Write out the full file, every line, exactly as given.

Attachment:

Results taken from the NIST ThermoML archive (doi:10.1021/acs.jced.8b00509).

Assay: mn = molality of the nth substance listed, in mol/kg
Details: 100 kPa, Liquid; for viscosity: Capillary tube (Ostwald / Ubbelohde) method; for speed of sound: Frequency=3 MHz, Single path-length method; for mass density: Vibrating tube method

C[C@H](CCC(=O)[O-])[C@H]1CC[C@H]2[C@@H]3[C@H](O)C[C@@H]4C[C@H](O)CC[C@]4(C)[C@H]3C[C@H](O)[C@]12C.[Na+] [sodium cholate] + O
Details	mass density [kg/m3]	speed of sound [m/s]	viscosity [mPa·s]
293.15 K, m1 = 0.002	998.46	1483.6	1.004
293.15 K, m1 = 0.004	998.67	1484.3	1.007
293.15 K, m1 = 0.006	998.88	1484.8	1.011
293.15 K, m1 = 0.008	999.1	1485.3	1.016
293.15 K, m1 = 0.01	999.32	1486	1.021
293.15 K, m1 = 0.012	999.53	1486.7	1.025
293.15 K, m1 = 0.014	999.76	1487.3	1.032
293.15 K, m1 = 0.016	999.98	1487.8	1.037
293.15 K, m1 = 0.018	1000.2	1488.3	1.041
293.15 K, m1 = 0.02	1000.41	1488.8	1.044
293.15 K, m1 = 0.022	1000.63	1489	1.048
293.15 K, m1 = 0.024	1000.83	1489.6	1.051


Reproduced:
Results taken from the NIST ThermoML archive (doi:10.1021/acs.jced.8b00509).

Assay: mn = molality of the nth substance listed, in mol/kg
Details: 100 kPa, Liquid; for viscosity: Capillary tube (Ostwald / Ubbelohde) method; for speed of sound: Frequency=3 MHz, Single path-length method; for mass density: Vibrating tube method

C[C@H](CCC(=O)[O-])[C@H]1CC[C@H]2[C@@H]3[C@H](O)C[C@@H]4C[C@H](O)CC[C@]4(C)[C@H]3C[C@H](O)[C@]12C.[Na+] [sodium cholate] + O
Details	mass density [kg/m3]	speed of sound [m/s]	viscosity [mPa·s]
293.15 K, m1 = 0.002	998.46	1483.6	1.004
293.15 K, m1 = 0.004	998.67	1484.3	1.007
293.15 K, m1 = 0.006	998.88	1484.8	1.011
293.15 K, m1 = 0.008	999.1	1485.3	1.016
293.15 K, m1 = 0.01	999.32	1486	1.021
293.15 K, m1 = 0.012	999.53	1486.7	1.025
293.15 K, m1 = 0.014	999.76	1487.3	1.032
293.15 K, m1 = 0.016	999.98	1487.8	1.037
293.15 K, m1 = 0.018	1000.2	1488.3	1.041
293.15 K, m1 = 0.02	1000.41	1488.8	1.044
293.15 K, m1 = 0.022	1000.63	1489	1.048
293.15 K, m1 = 0.024	1000.83	1489.6	1.051